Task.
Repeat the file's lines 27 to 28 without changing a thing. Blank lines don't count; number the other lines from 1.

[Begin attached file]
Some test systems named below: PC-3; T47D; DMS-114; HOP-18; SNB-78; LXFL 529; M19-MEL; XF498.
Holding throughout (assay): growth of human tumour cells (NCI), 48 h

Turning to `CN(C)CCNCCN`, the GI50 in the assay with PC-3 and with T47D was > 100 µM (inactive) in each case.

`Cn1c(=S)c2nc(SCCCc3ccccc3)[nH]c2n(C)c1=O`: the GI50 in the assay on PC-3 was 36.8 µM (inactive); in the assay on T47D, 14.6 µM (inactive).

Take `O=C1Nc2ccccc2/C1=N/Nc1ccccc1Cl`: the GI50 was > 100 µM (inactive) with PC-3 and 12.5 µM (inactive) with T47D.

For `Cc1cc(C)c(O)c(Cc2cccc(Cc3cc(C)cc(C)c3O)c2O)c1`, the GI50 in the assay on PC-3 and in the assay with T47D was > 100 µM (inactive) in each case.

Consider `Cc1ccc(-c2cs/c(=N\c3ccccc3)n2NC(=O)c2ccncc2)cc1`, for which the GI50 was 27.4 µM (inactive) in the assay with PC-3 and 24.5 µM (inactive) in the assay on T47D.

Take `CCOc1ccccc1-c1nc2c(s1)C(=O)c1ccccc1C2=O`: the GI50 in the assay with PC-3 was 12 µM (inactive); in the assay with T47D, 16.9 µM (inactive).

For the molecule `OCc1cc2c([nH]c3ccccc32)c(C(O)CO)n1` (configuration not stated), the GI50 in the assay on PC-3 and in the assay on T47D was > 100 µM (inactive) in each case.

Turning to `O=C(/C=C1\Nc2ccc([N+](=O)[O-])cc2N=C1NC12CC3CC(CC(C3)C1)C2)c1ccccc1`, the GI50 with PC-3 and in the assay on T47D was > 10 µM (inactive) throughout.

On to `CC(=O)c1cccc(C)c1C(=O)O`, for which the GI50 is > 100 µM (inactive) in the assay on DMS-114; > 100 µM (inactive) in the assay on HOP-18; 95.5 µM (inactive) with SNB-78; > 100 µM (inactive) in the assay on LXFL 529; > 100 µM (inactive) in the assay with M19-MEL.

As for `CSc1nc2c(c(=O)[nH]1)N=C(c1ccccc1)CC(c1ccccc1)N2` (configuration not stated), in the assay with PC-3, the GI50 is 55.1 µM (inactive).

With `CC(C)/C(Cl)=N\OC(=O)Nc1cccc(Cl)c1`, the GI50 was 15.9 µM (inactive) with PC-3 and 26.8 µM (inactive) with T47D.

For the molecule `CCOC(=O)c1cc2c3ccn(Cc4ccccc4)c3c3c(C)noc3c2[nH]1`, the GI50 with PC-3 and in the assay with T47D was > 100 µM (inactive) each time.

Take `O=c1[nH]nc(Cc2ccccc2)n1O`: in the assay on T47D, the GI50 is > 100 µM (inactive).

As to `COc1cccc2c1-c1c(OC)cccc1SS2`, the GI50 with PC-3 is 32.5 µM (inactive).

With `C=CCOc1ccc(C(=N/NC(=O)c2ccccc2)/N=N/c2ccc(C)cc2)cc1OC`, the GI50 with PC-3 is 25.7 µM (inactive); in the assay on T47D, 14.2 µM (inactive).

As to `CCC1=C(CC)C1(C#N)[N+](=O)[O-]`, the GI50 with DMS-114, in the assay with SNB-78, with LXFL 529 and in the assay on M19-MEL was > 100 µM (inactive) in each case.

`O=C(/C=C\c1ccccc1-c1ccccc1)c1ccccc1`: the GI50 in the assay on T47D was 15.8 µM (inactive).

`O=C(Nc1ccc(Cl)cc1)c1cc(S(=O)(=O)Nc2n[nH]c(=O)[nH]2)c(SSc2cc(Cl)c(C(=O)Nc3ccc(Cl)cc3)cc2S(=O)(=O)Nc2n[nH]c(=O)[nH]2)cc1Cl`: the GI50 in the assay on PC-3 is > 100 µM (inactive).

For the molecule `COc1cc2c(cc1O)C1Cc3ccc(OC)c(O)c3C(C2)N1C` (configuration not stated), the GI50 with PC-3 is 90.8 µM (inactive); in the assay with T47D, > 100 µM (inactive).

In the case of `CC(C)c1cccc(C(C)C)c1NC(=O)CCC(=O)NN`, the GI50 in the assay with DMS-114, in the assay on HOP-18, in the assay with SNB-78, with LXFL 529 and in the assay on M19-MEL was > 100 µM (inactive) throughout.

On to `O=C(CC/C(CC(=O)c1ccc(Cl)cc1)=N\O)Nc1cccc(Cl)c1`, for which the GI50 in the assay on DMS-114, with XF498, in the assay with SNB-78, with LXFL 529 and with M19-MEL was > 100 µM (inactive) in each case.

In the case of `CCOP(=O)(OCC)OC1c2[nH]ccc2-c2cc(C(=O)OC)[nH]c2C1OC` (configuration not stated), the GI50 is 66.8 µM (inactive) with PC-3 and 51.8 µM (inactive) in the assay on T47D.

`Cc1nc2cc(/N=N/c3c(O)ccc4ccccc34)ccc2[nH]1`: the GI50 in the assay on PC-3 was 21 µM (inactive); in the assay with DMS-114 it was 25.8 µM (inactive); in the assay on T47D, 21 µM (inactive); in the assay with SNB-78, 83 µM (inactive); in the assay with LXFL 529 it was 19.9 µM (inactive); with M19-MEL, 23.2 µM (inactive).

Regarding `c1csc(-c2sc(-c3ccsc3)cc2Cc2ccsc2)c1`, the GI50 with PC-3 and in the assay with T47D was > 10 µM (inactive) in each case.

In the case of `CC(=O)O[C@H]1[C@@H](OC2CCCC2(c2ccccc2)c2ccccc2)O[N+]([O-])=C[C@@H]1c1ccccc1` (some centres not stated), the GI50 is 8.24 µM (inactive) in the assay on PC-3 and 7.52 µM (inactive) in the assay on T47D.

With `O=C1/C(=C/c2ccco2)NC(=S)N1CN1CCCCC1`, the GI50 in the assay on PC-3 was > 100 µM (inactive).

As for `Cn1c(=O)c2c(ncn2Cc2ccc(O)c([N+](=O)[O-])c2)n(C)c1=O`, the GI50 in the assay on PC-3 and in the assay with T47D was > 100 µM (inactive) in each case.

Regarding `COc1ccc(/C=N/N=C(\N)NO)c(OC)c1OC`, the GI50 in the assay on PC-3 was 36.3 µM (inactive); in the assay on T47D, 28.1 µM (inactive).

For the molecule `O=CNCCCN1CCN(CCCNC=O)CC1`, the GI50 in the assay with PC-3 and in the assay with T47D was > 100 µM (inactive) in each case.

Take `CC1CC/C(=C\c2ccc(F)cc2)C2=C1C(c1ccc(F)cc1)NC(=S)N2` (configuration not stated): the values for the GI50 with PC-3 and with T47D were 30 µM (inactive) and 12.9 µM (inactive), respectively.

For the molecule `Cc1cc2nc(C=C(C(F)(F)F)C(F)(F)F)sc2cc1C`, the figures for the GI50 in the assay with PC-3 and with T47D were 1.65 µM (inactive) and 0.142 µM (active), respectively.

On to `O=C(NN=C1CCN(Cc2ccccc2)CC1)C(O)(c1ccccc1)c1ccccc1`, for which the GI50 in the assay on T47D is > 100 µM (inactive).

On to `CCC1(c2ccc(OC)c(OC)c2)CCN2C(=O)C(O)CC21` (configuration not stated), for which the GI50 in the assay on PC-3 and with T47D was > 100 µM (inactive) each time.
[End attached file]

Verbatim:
In the case of `CC(=O)O[C@H]1[C@@H](OC2CCCC2(c2ccccc2)c2ccccc2)O[N+]([O-])=C[C@@H]1c1ccccc1` (some centres not stated), the GI50 is 8.24 µM (inactive) in the assay on PC-3 and 7.52 µM (inactive) in the assay on T47D.

With `O=C1/C(=C/c2ccco2)NC(=S)N1CN1CCCCC1`, the GI50 in the assay on PC-3 was > 100 µM (inactive).